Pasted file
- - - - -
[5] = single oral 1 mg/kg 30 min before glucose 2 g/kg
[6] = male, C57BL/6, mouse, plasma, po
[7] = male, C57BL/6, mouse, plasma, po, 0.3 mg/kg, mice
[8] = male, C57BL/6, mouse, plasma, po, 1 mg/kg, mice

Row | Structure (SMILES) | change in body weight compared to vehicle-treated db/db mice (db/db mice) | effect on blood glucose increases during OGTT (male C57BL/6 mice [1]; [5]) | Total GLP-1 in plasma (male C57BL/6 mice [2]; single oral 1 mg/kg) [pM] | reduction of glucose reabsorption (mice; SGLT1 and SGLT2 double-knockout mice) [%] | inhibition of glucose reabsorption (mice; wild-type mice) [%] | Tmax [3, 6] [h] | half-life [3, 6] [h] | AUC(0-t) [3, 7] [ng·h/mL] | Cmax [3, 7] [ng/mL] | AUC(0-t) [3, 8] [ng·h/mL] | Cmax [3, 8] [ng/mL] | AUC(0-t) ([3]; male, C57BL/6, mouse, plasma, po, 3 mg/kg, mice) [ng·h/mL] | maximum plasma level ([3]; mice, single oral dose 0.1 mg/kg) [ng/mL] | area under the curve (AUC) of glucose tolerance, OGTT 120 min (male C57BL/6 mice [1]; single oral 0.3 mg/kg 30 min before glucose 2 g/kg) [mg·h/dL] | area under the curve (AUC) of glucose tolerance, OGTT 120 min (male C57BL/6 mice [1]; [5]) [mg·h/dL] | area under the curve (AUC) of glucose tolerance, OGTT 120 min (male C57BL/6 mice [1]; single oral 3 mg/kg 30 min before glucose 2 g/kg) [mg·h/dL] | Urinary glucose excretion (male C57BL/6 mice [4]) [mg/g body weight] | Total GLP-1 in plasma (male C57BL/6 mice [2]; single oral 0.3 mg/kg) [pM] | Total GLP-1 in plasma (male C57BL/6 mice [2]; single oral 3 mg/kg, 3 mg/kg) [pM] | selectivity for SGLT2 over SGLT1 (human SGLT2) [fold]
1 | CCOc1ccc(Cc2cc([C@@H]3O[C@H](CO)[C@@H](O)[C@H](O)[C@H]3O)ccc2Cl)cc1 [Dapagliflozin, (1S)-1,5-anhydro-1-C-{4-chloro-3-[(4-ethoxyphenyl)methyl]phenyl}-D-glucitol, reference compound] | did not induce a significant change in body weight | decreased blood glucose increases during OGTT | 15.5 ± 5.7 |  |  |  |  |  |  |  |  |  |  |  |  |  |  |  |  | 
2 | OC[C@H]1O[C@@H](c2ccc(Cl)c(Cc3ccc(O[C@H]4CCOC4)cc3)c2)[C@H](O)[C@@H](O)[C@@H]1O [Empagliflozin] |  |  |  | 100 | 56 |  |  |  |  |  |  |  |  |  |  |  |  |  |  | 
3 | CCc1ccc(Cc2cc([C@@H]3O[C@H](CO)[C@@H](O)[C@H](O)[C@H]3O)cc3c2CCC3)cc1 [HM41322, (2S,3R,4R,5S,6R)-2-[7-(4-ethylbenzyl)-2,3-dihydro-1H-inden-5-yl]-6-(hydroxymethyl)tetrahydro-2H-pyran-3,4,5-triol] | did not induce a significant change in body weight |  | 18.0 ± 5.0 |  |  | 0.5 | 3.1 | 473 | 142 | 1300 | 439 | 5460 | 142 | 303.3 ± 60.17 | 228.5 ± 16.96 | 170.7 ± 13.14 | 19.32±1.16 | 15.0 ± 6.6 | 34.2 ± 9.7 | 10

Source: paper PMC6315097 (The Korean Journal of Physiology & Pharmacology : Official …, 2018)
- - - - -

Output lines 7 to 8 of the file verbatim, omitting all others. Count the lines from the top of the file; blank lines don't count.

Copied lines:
2 | OC[C@H]1O[C@@H](c2ccc(Cl)c(Cc3ccc(O[C@H]4CCOC4)cc3)c2)[C@H](O)[C@@H](O)[C@@H]1O [Empagliflozin] |  |  |  | 100 | 56 |  |  |  |  |  |  |  |  |  |  |  |  |  |  | 
3 | CCc1ccc(Cc2cc([C@@H]3O[C@H](CO)[C@@H](O)[C@H](O)[C@H]3O)cc3c2CCC3)cc1 [HM41322, (2S,3R,4R,5S,6R)-2-[7-(4-ethylbenzyl)-2,3-dihydro-1H-inden-5-yl]-6-(hydroxymethyl)tetrahydro-2H-pyran-3,4,5-triol] | did not induce a significant change in body weight |  | 18.0 ± 5.0 |  |  | 0.5 | 3.1 | 473 | 142 | 1300 | 439 | 5460 | 142 | 303.3 ± 60.17 | 228.5 ± 16.96 | 170.7 ± 13.14 | 19.32±1.16 | 15.0 ± 6.6 | 34.2 ± 9.7 | 10